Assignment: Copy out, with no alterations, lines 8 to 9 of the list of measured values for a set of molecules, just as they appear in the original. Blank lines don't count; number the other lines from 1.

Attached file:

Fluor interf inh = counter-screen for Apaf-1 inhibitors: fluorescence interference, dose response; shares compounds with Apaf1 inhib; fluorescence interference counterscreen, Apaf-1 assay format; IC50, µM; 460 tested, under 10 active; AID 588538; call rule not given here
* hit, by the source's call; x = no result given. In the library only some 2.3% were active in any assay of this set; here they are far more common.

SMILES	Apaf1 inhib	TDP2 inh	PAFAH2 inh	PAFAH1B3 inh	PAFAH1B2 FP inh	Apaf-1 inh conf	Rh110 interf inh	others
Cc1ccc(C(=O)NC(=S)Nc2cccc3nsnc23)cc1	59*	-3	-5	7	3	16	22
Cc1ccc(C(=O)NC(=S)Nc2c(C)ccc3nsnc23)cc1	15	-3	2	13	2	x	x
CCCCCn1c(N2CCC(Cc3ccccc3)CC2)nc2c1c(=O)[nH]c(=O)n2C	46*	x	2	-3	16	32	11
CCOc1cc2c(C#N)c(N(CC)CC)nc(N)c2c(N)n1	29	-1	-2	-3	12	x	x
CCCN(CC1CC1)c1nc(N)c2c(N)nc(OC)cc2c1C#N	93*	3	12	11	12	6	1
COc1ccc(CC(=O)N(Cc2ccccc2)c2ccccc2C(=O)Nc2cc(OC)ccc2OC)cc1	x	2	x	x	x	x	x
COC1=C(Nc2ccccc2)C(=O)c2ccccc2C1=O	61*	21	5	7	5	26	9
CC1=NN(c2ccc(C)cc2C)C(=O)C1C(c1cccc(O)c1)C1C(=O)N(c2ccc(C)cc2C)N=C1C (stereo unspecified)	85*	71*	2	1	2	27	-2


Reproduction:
CCCN(CC1CC1)c1nc(N)c2c(N)nc(OC)cc2c1C#N	93*	3	12	11	12	6	1
COc1ccc(CC(=O)N(Cc2ccccc2)c2ccccc2C(=O)Nc2cc(OC)ccc2OC)cc1	x	2	x	x	x	x	x